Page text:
that he was only thinking of Cadillacs and sex;

now I'm afraid he's just as worried as I am
about love vs. lesser things and the point of it all.
Manuel, stay there at the sizzling grill till midnight

and then just drink or sleep, man,
don't write poems--
do me that favor. It's loud enough already

out here on Seventh Avenue with that cat's boom box
and these three giggle girls being Madonna together
and that guy hawking wind-up titans wielding laser lances.

Who's Wordsworth for any extended period on Seventh Ave?
In this pre-dusk traffic you catch the hint
that Manuel and thou if seers at all are seers only

for seconds--now the steak, taxi, buttocks, headline
and wallet resume their charismatic claim to be what counts.
Soul on Seventh is a sometime on-off quick-flip thing . . .

What I want is a poem long as Seventh Avenue
to sprinkle gold on every oppressed minority,
every young woman's subtly female hips,
every sad and suspicious American face
and the quiddity of every mud-tracked pizza shop;
proving, block after block, stanza by stanza
that I'm not just one skinny nervous pedestrian
but the one who matters because he sees and says.
I want that. The Avenue grins and says
"You want, that? How does it feel to want?"

A Brief for the Defense - Jack Gilbert

A Brief for the Defense

Sorrow everywhere. Slaughter everywhere. If babies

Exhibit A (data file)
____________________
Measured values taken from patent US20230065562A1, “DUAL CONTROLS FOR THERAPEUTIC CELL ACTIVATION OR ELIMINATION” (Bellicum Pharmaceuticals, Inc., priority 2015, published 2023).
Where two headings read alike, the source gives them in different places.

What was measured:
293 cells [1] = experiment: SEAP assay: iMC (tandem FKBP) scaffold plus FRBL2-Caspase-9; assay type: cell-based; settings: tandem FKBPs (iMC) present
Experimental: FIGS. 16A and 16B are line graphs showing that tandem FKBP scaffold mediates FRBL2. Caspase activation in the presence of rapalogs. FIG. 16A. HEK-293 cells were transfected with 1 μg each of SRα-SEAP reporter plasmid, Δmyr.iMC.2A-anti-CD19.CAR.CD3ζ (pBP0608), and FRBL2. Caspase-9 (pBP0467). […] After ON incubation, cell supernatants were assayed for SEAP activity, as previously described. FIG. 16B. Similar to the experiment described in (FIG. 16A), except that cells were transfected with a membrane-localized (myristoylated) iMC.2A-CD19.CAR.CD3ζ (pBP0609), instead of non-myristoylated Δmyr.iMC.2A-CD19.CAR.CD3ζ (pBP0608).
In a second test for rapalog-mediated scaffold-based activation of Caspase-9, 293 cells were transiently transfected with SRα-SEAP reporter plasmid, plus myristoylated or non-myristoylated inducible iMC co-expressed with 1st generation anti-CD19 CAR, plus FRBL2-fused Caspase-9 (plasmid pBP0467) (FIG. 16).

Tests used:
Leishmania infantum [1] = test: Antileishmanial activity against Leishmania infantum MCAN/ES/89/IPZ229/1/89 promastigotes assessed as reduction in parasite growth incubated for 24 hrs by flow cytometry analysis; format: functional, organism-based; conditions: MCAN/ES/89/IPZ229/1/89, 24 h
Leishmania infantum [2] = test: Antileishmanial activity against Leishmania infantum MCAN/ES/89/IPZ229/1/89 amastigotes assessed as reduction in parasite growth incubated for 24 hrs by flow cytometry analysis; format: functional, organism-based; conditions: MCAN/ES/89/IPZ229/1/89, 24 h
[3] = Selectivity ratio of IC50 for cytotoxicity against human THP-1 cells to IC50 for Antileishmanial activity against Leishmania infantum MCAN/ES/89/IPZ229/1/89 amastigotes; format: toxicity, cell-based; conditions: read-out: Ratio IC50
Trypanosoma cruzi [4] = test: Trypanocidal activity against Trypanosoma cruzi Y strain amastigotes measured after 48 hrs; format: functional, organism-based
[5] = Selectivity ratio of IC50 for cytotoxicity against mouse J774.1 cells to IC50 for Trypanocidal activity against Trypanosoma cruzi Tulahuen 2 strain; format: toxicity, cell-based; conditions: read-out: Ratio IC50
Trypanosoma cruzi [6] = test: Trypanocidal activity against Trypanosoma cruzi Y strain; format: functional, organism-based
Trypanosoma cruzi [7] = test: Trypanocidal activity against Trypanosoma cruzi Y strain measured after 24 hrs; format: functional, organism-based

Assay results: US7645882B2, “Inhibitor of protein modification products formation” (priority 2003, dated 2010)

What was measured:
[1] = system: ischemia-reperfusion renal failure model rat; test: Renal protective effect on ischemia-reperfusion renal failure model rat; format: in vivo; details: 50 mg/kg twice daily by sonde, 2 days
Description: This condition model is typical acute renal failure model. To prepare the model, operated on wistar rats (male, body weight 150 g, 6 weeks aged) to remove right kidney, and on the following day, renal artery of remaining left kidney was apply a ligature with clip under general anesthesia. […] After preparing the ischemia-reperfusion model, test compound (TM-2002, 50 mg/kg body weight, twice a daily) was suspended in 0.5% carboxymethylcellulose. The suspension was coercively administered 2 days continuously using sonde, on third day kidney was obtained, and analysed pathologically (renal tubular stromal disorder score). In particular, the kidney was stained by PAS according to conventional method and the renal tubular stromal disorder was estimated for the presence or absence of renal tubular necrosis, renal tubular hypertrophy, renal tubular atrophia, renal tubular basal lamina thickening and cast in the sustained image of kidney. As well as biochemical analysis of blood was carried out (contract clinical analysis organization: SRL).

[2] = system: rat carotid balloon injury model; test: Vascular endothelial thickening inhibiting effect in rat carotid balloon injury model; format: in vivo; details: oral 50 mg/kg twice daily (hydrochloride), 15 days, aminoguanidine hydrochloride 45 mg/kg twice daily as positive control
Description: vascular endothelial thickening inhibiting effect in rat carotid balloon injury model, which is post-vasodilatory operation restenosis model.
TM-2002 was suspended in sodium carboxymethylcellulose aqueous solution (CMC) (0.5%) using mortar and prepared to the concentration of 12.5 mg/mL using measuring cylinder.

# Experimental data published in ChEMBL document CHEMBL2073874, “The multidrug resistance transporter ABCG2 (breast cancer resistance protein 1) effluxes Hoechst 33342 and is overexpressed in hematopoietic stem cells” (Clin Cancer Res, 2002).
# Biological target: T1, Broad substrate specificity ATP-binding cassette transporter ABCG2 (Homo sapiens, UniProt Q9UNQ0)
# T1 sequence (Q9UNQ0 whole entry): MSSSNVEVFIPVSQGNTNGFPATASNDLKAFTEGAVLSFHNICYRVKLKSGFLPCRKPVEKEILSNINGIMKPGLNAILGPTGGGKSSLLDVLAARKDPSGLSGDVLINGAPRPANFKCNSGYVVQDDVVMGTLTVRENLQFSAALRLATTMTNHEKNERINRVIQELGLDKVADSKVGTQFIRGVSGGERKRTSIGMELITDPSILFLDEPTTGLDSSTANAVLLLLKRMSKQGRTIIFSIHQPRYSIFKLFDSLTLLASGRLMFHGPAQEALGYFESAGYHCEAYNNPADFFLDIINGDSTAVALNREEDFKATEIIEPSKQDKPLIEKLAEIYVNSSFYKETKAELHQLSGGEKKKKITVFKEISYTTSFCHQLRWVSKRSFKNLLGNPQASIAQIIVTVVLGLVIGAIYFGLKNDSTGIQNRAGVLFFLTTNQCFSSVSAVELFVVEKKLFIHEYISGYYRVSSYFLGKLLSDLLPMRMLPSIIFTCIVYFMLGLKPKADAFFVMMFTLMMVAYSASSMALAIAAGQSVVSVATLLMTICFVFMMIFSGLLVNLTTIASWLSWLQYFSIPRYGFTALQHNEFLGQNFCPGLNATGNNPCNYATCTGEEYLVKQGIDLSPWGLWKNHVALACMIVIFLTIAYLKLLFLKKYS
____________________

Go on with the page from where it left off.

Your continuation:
are not starving someplace, they are starving
somewhere else. With flies in their nostrils.
But we enjoy our lives because that's what God wants.
Otherwise the mornings before summer dawn would not
be made so fine. The Bengal tiger would not
be fashioned so miraculously well. The poor women
at the fountain are laughing together between
the suffering they have known and the awfulness
in their future, smiling and laughing while somebody
in the village is very sick. There is laughter
every day in the terrible streets of Calcutta,
and the women laugh in the cages of Bombay.
If we deny our happiness, resist our satisfaction,
we lessen the importance of their deprivation.
We must risk delight. We can do without pleasure,
but not delight. Not enjoyment. We must have
the stubbornness to accept our gladness in the ruthless
furnace of this world. To make injustice the only
measure of our attention is to praise the Devil.
If the locomotive of the Lord runs us down,
we should give thanks that the end had magnitude.
We must admit there will be music despite everything.
We stand at the prow again of a small ship
anchored late at night in the tiny port
looking over to the sleeping island: the waterfront
is three shuttered caf├ęs and one naked light burning.
To hear the faint sound of oars in the silence as a rowboat
comes slowly out and then goes back is truly worth
all the years of sorrow that are to come.

-Jack Gilbert

Envoy by, Maurice Manning

by, Maurice Manning

Man who believes television
is the mouthpiece of the devil,
seeks female with similar views.

Attention all ladies who like
biscuits: man has gristmill
and two or three acres of wheat.

Are you a woman cast out from society?
Man with thirty-seven acres
and big muscles can provide refuge.

Would like to find sober woman (beer okay),
interested in pick-up trucks, old-time
Gospel music, buffalo trails.

Grown man who likes red dogs
and skipping rocks, hoping against
hope some woman likes same.

Man who lives several hundred
years in the past would like to find
woman zealous for spinning wheels.

Eccentric (?) gentleman (negotiable)—
tinker/farmer searching the heavens
for the true spark of love (breast-size unimportant). Please.